Sterling Koch Trio – Place Your Bets | Album Review

sterlingkochtriocdSterling Koch Trio – Place Your Bets

Full Force Music FFM120

11 songs – 49 minutes

www.sterlingkoch.com

As lovers of modern acoustic blues already are aware after a career that’s spanned about 30 years and included more than a dozen CD releases, Sterling Koch is one heck of a lap steel guitar player. He demonstrates his talents once again in this relatively understated collection of 10 familiar covers and one original.

Hailing from Pottstown, Pa., and like the great Freddie Roulette before him, Koch is a proponent of Chicago-style slide guitar, adding modern interpretations of techniques laid down first decades ago. His two previous releases – Slide Ruler in 2011 with Tommy Shannon of Double Trouble and Chet McCracken of the Doobie Brothers and Let It Slide in 2013 — were in electrified band format. Here, he returns to an acoustic trio format, aided by Jack Kulp on harmonica and backing vocals and Gene Babula bass. Guitar artists Joe Ciarvella and Jennifer Dierwechter add percussion and backing vocals.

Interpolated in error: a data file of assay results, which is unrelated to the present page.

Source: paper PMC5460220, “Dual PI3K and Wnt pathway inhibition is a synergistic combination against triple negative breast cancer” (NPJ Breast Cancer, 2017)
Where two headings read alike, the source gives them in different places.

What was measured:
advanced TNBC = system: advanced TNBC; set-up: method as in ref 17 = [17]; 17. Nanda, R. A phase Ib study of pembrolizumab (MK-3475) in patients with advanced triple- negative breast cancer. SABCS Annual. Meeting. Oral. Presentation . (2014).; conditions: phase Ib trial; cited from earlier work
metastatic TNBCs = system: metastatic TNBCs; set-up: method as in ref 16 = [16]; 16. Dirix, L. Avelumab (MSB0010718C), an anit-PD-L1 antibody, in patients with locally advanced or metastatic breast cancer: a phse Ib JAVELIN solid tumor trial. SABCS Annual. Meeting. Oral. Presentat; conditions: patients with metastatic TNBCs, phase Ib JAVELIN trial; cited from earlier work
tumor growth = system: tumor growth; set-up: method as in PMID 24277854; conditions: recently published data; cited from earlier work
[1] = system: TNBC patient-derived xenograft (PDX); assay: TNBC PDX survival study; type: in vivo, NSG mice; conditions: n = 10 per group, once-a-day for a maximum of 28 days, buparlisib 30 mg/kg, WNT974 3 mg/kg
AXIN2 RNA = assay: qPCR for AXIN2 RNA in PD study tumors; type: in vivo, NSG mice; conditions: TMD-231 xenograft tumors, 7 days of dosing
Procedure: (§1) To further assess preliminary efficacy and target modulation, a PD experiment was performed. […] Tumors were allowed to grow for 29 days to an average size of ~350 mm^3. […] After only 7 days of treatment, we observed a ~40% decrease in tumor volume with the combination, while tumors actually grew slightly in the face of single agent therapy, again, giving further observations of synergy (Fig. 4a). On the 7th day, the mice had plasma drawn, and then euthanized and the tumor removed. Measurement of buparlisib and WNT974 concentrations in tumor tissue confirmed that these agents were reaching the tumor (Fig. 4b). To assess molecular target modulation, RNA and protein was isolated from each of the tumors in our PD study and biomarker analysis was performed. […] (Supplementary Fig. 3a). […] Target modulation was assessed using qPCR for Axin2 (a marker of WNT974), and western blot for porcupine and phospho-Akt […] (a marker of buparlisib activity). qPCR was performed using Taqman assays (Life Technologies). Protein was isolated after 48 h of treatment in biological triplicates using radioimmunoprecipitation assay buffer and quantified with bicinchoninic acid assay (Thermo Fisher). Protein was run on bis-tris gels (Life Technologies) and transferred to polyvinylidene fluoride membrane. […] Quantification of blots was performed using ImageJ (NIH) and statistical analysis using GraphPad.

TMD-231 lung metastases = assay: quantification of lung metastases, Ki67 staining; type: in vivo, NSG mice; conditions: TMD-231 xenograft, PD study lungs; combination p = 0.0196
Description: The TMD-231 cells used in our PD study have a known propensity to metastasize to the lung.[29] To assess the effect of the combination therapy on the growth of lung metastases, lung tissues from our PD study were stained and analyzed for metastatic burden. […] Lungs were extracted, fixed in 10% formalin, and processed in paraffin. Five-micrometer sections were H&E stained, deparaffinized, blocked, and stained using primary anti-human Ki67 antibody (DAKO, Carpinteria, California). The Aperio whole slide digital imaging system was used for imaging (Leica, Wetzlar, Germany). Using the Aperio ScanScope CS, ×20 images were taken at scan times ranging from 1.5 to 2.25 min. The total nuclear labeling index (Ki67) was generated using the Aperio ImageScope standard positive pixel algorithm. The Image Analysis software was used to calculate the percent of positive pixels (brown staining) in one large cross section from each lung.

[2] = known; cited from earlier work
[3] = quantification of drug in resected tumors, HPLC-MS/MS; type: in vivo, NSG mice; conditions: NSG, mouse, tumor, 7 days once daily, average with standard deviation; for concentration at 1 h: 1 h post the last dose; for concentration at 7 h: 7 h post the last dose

A solo guitar line beneath Koch’s clear, crisp vocals kicks off a retro version of Stevie Ray Vaughan’s “The House Is Rockin’” before Kulp adds background vocals, then a harp solo, giving the tune the feeling that it had been written long before SRV walked the earth. Hound Dog Taylor’s “It’s Alright,” which follows, takes on a country blues feel. It’s devoid of the distortion Taylor created by overpowering an amplifier with a cracked cone, which contributed to his unique sound.

Jimmy Reed’s “Dizzy” becomes a sweet stop-time swinger in Koch’s hands, while ZZ Top’s “Tube Snake Boogie” takes on a completely different with female backup singing and the guitarist playing acoustic rather than rocketing riffs off the rafters. A harp solo introduces Albert King’s “Down Don’t Bother Me.” While Koch’s guitar work is consistently solid, his strong, confident vocal delivery presents an odd counterpoint to a tune that deals with human suffering.

Harp and guitar share the load for Sonny Boy Williamson’s “Checkin’ Up On My Baby” before a straightforward take on John Lee Hooker’s “Dimples” and a country blues version of Otis Rush’s “My Baby (She’s a Good ‘Un).” Covers of Kenny Wayne Shepherd’s “Blue On Black” and Peter Green’s “Oh Well” sandwich the only original tune, “Nothin’ But The Blues,” to conclude the set.

Available through all the major online marketers, you’ll probably like it if you prefer acoustic blues. If you’re looking for flashy fretwork and pyrotechnics, however, look elsewhere. And the presentation could have been amped up by the addition of more new music instead of a steady stream of old warhorses.

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